Now if you were expecting FancyIntro to be a larger, more luxurious version of Curtains (think VW Passat/Phaeton), think again. FancyIntro is an entirely different stack. More of a Mercedes AMG.
Curtains can display a line of text and opens it's curtains horizontally. FancyIntro can display two lines of text, or two images – or one image plus a single line of text (or stacks content), and opens vertically. However, if you're expecting FancyIntro to open two curtains and reveal the underlying content, you'll be disappointed. Instead, a line travels across the page from left to right, dividing the upper and lower section, then expands vertically to create a coloured page overlay. The page overlay then fades out to reveal the underlying webpage.
Having just taken Curtains through its paces and expecting similar results, it took me a couple of minutes to work out exactly how FancyIntro works. However, once you've put away the curtain concept, FancyIntro is very easy to use.
The default setting displays a white to grey gradient and two lines of text. A mauve coloured line then travels across the page, expands to fill the page and then fades to reveal the content.
Both the initial background and the line have colour settings for top and bottom, so that the line can expand to a gradient too. Obviously, the gradients don't need to be so blatant as below.
I soon tried dragging two 'halved' images into both the upper and lower content wells. In the latest version of FancyIntro this is possible (the 1.0 version duplicated the upper image). Of course, with an image in both sections, no accompanying text is possible. If images are to be present in both upper and lower containers, it is recommended that they are kept as small as possible. In fact an image size of max 150px is recommended by S4S.
SVG images can be loaded as warehoused images, but be warned – if you have stripped out the pixel sizes, they will scale to fill the screen width.
Overlay Fill Top/Bottom. Whilst the colour palette displays transparency settings, they are ignored by FancyIntro.
Line Fill Top/Bottom
Breakpoint. FancyIntro is hidden below the breakpoint.
Line Height. Set the height of the dividing line in %.
Line Slide Speed
Line Grow Speed
Fade Speed. All of the speed settings are in ms and would seem to be unlimited. Hence, with inappropriate settings, you could sit all day, waiting for the dividing line to travel across the page.
Challenge Mode. The same as Asynchronous Mode in Curtains.
Hide period. Sets a hide cookie for Days (default), or Hours.
Upper Content. Styled Content (default), Dropped Image, HTML, Markdown, None, Stacks, Warehoused Image.
Offset. In %
Text Colours. Text / Shadow
Text Sizing / Spacing
Lower Content analogue to above.
FancyIntro is less gimmicky than Curtains and is ideal for splash screens that make way for an underlying web page. Announcements such as special offers, upcoming events, or just an attractive 'welcome' message.
I used Booklit a number of times for online menus and catalogues, When I downloaded Pagelit, I didn't know what improvements to expect, but there are quite a few.
But let's start at the beginning – you may not have seen Booklit.
What is Pagelit?
Pagelit is a stack that will allow you to build an online book(let) with pages that turn when either the page, or the navigation is clicked.
Yes, there is software available that will transform a PDF into a flip book, but Pagelit lets you build your books, or magazines directly within RapidWeaver – using stacks to build the pages.
Booklit was, in my opinion, hampered by the fact that it only allow preset page ratio formats e.g. 16:9, or 4:3 etc. This limitation has now disappeared and you can build your books at any size you please – full page, if you wish – so, with the fact that you are using stack functions, you can just imagine the possibilities…
One important restriction has remained – as with most lightboxes, you can not use stacks within Pagelit that must load in an opened state when the page is parsed. Otherwise, almost anything is possible. The iFrame above displays a very simple example with images, or a single text box on each page. The page size is deliberately small at 400px x 400px. The images have not been optimised and are quite large. I have made no attempt at designing a complicated layout. The settings are otherwise the basic settings.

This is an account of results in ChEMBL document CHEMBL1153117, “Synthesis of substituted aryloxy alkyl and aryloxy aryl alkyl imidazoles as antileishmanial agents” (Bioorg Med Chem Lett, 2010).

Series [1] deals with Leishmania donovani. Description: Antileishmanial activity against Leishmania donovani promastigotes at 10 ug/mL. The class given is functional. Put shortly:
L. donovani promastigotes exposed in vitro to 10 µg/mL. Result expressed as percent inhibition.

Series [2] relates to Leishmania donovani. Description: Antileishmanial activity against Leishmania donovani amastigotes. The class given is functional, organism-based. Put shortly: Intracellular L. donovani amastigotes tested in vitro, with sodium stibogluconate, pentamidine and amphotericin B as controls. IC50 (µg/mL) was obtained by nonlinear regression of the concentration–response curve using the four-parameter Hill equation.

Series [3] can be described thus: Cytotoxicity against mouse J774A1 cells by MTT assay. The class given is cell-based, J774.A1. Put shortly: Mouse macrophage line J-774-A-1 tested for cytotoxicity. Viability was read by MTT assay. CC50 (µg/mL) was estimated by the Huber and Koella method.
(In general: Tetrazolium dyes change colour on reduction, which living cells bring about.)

However, I may just publish my next book as a Pagelit book.
Due to the page ratio restrictions, Booklit's layout options were somewhat restricted and a page could appear disrupted at some screen sizes.
Pagelit has displayed no such problems in my tests – it is fully responsive – but you may wish to hide your book from view on mobile phones if you have a lot of text content.
The new page turning options in Pagelit are Book with hard cover and 'soft' pages as demonstrated above. Book with 'stiff' pages, similar to children's books and the previously available option with 'soft' Title page and content – Magazine.
Whereas Booklit could display an online option to show your books with a fullscreen overlay, with Pagelit, you will need to decide before publishing whether to display your book, or magazine inline, or as an overlay.
One useful new feature is the option to automatically add page numbers to your publication. The pagination may then be used as a navigation help, resulting in three methods of navigation – Simply by clicking on the next/previous page; clicking on the forward/back buttons, or by entering the page number.
Type Book - Soft Pages, Book - Stiff Pages, Magazine
Page Width / Page Height
Cover Size+ (%)
Navigation Page Click, Buttons, Page Click & Buttons
Page Shading (enable/disble shadowing)
Enable Page Numbers
Pop Out (enable page overlay)
Loader Size / Loader Colour
The Page Child stacks also display settings when active – they will allow you to add full sized images, or a background colour to each page. Images may be local, or warehoused.
Pagelit is a unique stack for creating booklets within RapidWeaver. I can't imagine writing a 500 page book with it, but for an restaurant's interactive menu, or a product catalogue Pagelit is ideal. I'm sure that it will be even more popular than Booklit.
For further demos and a full list of new and optimised functions, list the Pagelit homepage.
A News ticker, or a marquee displays a running line of text – useful for displaying large amounts of information in the compactest possible space. You see marquees regularly, displaying the latest stock prices, or breaking news. The <marquee> tag was never actually an official HTML tag and is not supported by all browsers.
NewsTicker is a stack that was originally developed by Tsooj Media. It uses a combination of jQuery and CSS and works with all browsers. Originally NewsTicker wasn't fully responsive, the text would break and form multiple lines on narrower screens, making it difficult to read.